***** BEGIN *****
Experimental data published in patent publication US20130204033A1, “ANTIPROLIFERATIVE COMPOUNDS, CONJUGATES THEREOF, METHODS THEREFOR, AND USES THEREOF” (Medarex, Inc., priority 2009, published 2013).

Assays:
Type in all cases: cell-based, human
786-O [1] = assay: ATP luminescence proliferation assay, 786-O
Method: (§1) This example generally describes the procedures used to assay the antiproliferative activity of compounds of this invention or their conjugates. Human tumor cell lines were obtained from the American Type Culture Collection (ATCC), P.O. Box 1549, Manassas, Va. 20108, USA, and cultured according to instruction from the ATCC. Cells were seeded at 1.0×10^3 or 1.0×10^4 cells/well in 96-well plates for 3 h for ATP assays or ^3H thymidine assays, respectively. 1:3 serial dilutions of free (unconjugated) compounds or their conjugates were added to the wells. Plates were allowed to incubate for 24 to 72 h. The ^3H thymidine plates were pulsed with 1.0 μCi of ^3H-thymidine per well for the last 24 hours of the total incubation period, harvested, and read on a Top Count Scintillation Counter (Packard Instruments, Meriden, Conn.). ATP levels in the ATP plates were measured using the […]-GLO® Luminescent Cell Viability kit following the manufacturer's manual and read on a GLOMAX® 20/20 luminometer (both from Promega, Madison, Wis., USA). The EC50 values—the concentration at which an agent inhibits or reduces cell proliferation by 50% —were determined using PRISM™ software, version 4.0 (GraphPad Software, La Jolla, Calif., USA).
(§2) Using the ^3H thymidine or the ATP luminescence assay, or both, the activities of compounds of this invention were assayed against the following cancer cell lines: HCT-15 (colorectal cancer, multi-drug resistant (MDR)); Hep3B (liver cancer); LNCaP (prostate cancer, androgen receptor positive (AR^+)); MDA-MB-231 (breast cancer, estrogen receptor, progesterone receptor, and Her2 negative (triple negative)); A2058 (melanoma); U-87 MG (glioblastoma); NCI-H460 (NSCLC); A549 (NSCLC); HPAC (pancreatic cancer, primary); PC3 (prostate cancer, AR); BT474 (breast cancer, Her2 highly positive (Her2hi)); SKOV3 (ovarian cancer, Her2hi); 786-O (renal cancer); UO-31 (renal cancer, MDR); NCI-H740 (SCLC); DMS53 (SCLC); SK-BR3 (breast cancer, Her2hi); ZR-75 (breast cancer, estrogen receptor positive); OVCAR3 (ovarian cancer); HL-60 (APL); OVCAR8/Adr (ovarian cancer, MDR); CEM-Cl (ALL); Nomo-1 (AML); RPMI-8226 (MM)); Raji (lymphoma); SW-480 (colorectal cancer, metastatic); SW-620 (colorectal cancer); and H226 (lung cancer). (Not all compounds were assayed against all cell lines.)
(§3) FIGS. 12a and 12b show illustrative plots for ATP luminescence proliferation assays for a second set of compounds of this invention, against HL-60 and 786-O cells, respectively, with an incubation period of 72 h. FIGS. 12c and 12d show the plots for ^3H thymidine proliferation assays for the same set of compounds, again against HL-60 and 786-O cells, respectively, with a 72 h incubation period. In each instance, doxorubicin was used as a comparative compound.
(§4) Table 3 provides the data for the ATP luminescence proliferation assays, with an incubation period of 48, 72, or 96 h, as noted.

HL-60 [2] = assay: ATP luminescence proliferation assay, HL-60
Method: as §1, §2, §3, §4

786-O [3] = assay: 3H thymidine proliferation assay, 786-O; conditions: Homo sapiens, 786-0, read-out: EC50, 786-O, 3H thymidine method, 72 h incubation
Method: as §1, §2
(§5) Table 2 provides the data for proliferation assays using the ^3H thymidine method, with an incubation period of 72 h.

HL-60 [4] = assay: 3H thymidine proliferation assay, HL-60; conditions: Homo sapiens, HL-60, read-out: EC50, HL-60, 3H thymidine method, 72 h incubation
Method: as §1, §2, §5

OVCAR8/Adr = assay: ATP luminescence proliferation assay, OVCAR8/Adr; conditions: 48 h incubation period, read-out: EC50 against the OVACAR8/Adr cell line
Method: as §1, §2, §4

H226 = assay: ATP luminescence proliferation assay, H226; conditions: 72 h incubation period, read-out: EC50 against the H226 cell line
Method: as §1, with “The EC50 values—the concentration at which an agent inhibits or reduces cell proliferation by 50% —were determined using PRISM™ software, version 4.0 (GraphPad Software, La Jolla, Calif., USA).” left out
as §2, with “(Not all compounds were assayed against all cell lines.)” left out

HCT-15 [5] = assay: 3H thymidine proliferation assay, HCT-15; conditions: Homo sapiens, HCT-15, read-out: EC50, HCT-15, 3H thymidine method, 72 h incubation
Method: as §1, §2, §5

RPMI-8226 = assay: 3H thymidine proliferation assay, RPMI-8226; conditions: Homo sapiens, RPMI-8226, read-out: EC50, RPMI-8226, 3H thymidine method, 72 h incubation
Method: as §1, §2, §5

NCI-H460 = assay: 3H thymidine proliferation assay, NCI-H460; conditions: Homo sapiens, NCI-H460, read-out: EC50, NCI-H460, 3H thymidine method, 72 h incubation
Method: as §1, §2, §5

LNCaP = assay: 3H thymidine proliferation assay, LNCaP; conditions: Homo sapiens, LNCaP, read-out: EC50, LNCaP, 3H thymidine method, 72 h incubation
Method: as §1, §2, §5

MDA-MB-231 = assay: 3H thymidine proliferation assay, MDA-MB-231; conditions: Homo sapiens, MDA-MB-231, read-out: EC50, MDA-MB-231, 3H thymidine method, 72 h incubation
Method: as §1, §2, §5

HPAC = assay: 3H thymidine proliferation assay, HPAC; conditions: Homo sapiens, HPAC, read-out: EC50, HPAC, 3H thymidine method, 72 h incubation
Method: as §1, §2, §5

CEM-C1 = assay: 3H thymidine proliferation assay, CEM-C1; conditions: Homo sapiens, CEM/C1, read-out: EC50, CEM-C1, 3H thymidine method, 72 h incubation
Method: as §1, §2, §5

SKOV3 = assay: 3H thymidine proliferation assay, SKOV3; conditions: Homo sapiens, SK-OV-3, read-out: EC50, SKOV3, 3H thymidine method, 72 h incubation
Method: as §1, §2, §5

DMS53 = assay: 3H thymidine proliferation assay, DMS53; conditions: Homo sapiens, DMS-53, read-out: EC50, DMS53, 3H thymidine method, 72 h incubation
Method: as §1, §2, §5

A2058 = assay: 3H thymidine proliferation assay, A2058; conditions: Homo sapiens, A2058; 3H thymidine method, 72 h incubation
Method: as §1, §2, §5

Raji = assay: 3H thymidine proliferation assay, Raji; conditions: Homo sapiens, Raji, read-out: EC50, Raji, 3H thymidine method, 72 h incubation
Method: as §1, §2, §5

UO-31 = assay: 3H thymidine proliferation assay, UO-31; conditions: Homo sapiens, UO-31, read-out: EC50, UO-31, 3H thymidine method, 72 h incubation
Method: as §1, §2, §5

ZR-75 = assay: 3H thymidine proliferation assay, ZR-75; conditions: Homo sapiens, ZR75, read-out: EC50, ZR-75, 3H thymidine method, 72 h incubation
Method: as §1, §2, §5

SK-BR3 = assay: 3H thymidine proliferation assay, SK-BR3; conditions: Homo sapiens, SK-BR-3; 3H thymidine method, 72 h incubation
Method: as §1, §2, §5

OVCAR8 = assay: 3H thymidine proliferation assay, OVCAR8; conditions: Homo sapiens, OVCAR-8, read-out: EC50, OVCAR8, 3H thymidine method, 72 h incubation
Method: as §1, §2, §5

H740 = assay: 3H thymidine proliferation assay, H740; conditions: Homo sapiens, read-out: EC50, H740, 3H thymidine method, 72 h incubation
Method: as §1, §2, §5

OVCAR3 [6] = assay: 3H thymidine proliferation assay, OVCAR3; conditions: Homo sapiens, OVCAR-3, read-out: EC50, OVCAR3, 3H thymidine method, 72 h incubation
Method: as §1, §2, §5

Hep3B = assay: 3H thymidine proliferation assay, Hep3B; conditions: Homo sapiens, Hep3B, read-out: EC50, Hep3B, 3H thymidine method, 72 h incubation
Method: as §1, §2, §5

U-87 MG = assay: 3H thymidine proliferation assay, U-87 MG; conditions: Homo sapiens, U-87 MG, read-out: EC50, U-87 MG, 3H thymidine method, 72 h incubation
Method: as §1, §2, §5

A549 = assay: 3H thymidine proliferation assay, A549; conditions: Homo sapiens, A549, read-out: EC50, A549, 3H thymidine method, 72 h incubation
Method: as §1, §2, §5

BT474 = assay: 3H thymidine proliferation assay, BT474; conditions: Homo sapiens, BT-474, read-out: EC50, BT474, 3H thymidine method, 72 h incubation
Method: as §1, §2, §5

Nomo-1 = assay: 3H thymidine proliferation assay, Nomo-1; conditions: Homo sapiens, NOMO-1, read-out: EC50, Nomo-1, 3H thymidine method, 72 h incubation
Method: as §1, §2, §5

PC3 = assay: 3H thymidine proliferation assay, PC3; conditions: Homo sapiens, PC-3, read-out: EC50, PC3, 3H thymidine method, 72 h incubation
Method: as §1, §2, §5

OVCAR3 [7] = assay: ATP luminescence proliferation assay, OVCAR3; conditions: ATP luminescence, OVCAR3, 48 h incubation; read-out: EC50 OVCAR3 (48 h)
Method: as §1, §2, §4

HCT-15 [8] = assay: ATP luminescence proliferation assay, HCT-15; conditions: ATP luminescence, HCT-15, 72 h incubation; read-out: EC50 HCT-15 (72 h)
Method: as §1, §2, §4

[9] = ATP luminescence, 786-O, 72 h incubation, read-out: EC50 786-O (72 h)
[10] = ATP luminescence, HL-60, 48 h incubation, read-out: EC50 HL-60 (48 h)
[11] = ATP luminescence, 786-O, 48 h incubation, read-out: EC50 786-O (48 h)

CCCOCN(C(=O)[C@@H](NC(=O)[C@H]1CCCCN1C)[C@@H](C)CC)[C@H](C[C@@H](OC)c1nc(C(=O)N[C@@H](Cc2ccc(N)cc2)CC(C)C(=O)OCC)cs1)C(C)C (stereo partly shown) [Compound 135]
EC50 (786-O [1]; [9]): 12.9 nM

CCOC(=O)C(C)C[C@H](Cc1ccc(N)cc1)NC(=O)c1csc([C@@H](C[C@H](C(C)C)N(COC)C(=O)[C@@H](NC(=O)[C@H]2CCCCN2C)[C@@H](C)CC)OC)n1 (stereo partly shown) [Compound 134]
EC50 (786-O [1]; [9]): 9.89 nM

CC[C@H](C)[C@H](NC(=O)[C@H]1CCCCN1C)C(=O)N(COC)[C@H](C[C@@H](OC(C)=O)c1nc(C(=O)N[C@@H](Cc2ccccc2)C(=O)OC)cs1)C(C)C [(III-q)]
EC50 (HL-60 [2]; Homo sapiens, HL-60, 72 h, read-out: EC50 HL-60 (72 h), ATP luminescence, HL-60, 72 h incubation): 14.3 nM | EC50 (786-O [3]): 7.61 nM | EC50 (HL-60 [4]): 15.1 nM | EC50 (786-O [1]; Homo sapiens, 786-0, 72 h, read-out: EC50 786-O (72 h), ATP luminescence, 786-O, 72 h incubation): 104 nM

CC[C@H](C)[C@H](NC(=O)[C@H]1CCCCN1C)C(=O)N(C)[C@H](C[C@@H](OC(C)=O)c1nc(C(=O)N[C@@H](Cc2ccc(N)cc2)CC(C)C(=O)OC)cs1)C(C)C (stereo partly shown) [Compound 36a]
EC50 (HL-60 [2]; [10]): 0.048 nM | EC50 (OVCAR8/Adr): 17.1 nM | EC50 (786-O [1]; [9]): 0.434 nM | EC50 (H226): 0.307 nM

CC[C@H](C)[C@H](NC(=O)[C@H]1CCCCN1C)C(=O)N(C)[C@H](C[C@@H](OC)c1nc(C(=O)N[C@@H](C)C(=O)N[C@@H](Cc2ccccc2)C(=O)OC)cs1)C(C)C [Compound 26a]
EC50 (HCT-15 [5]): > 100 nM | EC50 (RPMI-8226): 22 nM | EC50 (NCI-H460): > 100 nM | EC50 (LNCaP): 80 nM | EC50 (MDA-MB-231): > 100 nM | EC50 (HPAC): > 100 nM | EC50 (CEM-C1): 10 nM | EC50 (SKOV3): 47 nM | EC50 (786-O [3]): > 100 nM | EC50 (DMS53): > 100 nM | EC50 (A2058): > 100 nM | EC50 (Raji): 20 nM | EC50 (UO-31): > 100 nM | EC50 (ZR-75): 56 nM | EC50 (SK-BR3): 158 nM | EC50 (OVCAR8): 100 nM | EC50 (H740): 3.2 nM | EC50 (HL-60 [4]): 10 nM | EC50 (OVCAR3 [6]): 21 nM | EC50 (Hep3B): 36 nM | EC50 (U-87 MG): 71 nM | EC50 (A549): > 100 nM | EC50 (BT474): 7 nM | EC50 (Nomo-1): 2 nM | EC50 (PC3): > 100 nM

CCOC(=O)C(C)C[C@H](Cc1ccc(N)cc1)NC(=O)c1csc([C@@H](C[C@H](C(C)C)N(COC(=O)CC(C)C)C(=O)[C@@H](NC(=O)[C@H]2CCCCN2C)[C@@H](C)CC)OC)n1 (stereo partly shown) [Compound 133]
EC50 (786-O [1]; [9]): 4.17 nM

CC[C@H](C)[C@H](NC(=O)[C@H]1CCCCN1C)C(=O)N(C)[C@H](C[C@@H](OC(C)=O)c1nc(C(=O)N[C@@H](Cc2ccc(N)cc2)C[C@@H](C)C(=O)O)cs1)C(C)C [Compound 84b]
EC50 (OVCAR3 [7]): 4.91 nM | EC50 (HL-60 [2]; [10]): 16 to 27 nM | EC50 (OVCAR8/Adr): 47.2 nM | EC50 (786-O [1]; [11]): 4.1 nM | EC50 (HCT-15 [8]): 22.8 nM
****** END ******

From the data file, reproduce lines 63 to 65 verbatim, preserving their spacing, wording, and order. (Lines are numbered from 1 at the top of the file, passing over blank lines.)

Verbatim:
Nomo-1 = assay: 3H thymidine proliferation assay, Nomo-1; conditions: Homo sapiens, NOMO-1, read-out: EC50, Nomo-1, 3H thymidine method, 72 h incubation
Method: as §1, §2, §5

PC3 = assay: 3H thymidine proliferation assay, PC3; conditions: Homo sapiens, PC-3, read-out: EC50, PC3, 3H thymidine method, 72 h incubation